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Über-Cheap Eats That Will Melt Your Brain: Pao & Cha Cha, Gude Gude, and Kofte Piyaz

Eater's critic Robert Sietsema offers recommendations for cheap and delicious empanadas, wontons, banh mi sandwiches, and Turkish coffee.

Queens has its Peruvian chifas, and several other South American countries are represented in the borough by their Chinese restaurants, too, the food altered for national tastes. Now a Venezuelan-Chinese restaurant has sprung up in Astoria, Queens. Named for its husband-and-wife proprietors, Pao & Cha Cha is the tiniest restaurant imaginable, with only one table and two seats barely fitting inside, and a more commodious four-seat table out front. The snacking menu represents a mixture of street food and home-style specialties, both Chinese and Venezuelan. Oh, and there’s some Japanese in there, too.

Empanadas at Pao and Cha Cha

The empanadas ($3) are delicious, blistered from the fryer and offered with a choice of four fillings: cheese, chicken, pulled pork, and molida — ground beef dotted with vegetables (shown). The green salsa that comes alongside tastes positively Indian, and is on the sweet side.

Dumplings at Pao and cha

Four to an order, the dumplings (wontons, really, with delicate wrappers) bulge with pork and scallions, and come with a novel sauce made from tropical fruit puree, rather than the usual soy-sauce-and-ginger dip. Playeros ($6) is a more formidable feed — four thick slices of fried plantain gobbed with green sauce and cheese, with a squirt or two of hot sauce, real Venezuelan street food and ultra-filling.


More substantial meals, mainly for carryout and delivery, run to fried fish with a coconut crust, various teriyakis, roasted chicken, and ceviche, with full meals in the $10.60 to $12.60 range. If the day is warm, or even if it’s not, consider one of the fruit beverages, especially lulo, also known as naranjillo: It looks something like a small orange, has arresting green flesh, and tastes a little like pineapple. Other choices include passion fruit, soursop, and mango. As if the menu weren’t already strange enough, Vietnamese coffee is also available, cold or hot, at this unusual and remote refectory. 23-03 Astoria Blvd., Queens, (646) 494-6770

Gude Gude

On the Lower East Side and in Chinatown, the Vietnamese sandwich called banh mi remains one of the greatest bastions of cheap eats. In fact, there are over a dozen places where this belt-busting sandwich is available in multiple permutations at $5 or less. Now, another banh mi has appeared that is perhaps lusher than the rest.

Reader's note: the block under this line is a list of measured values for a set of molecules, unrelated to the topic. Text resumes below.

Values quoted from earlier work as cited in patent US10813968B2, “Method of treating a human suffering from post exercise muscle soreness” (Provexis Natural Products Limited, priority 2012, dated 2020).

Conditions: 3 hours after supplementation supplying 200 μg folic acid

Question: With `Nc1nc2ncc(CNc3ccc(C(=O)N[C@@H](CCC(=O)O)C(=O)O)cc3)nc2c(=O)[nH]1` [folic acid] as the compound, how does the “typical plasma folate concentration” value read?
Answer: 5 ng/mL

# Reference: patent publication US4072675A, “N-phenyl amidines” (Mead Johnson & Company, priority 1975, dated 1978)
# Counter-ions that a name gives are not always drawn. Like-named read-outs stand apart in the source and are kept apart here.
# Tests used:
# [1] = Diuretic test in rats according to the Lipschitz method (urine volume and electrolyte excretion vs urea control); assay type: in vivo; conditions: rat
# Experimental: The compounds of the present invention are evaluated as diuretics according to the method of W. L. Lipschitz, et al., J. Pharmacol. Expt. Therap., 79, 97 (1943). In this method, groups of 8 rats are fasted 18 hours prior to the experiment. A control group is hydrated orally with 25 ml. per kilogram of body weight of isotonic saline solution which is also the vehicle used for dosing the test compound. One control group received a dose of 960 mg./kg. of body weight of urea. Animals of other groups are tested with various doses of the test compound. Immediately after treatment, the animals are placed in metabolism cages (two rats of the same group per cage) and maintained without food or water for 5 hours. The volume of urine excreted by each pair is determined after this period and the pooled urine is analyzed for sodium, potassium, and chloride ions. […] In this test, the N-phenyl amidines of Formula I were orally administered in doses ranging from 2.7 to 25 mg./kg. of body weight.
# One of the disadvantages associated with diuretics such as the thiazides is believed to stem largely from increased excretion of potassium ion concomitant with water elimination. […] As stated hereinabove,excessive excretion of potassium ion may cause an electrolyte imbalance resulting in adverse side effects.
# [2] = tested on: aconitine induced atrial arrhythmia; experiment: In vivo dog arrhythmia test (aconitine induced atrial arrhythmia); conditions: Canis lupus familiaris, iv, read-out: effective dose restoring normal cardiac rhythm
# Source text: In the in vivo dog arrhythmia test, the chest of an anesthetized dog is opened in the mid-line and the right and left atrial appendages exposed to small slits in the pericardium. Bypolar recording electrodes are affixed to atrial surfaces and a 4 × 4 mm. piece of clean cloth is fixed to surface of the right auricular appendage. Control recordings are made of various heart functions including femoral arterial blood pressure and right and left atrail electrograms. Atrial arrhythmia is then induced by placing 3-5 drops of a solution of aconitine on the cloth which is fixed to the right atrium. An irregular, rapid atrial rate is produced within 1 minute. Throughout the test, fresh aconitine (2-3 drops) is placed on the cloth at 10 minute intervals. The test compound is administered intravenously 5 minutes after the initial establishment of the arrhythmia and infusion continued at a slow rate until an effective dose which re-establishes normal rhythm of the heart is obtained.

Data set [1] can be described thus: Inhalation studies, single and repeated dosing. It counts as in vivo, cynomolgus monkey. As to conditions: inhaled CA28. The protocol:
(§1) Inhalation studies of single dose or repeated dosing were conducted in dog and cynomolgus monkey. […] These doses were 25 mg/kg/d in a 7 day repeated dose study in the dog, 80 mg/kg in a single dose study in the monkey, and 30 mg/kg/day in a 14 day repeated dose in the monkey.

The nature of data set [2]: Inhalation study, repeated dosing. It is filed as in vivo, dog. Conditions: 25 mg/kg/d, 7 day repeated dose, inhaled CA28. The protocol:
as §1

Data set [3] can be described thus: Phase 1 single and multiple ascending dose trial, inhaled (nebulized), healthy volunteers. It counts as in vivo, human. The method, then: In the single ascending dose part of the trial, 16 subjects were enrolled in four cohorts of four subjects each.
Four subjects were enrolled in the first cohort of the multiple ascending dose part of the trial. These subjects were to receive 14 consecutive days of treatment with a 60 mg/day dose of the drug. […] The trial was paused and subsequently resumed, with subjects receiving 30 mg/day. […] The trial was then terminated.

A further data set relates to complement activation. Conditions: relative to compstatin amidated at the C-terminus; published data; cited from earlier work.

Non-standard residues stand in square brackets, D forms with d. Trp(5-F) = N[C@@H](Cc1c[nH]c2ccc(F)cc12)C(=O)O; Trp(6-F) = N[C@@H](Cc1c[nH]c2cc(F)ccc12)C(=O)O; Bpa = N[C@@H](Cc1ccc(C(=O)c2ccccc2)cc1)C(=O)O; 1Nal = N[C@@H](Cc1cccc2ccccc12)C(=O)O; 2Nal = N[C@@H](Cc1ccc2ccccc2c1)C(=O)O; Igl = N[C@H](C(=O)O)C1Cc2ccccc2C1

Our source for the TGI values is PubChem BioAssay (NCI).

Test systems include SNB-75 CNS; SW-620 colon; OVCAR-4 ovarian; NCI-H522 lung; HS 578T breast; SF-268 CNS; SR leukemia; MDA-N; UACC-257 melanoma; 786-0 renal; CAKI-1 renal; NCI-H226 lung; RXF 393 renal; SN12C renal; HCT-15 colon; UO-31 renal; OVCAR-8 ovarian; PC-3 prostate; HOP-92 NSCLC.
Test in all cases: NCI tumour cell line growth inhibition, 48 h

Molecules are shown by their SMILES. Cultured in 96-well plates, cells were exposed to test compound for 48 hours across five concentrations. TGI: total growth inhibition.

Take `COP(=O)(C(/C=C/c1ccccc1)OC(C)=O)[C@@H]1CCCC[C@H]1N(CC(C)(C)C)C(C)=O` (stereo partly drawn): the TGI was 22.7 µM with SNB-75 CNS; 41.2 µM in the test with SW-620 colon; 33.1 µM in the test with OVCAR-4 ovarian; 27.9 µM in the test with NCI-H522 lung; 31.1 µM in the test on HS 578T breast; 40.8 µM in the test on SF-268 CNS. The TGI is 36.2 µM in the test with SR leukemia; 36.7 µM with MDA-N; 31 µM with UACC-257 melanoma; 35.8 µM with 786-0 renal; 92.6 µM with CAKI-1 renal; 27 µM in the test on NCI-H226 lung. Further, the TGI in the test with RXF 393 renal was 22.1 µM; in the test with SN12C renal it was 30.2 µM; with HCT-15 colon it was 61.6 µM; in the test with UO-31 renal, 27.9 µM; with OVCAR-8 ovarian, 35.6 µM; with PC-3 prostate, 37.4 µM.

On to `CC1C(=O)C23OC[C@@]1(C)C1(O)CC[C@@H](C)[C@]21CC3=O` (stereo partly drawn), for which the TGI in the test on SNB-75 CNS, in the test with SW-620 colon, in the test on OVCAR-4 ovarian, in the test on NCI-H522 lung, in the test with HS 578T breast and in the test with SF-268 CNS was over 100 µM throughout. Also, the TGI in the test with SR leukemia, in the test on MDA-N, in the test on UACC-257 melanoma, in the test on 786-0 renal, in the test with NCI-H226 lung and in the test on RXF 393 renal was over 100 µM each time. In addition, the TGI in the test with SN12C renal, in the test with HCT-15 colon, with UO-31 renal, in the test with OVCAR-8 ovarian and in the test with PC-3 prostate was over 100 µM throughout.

Gude Gude

Gude Gude

Gude Gude (pronounced "Good Good"?) is a small neighborhood café across from Sara Roosevelt Park that specializes in bubble tea and mixed Eastern and Western fare that includes hamburgers, chicken nuggets, spring rolls, fried seafood, and steamed dumplings. Around 3 p.m., the doors burst open and the place floods with school kids who share servings of french fries and tropical-fruit milk shakes. But hidden among the colorful placards advertising fast food is an offer of banh mis. Best is BBQ pork, which consists of a demi-baguette well coated with mayonnaise and stuffed with warm, crumbly star-anise sausage and the meat often referred to as pate, which is really more like bologna. Cilantro and plenty of pickled and shredded veggies complete this wonderful sandwich ($4), which is shown with a mango milk shake. Yum! 70B Forsyth St., (212) 219-0820

Kofte Piyaz

Kofte Piyaz

In a region of Sunset Park that’s staunchly Mexican, Dominican, and Salvadoran, a Turkish joint comes as a surprise. Kofte Piyaz plainly states its specialties in its name: the flame-grilled and skinless ground beef sausages (it’s a stretch to call them meatballs) known as kofte, and the creamy white beans called piyaz. The kofte go into very nice and inexpensive sandwiches ($5.80), while the beans appear in a number of salads. The pleasantly unambitious menu rounds out with potato and diced vegetable salads, and a few other grilled sandwich fillings such as chicken breast and shish kebab. A gravestone’s throw from both Green-Wood Cemetery and the park called Sunset Park, the dining room is ultra-comfortable, and one is invited to linger over an ornate demitasse of Turkish coffee. 881 Fifth Ave., Brooklyn, (347) 227-7036

All Posts by Sietsema [ENY]

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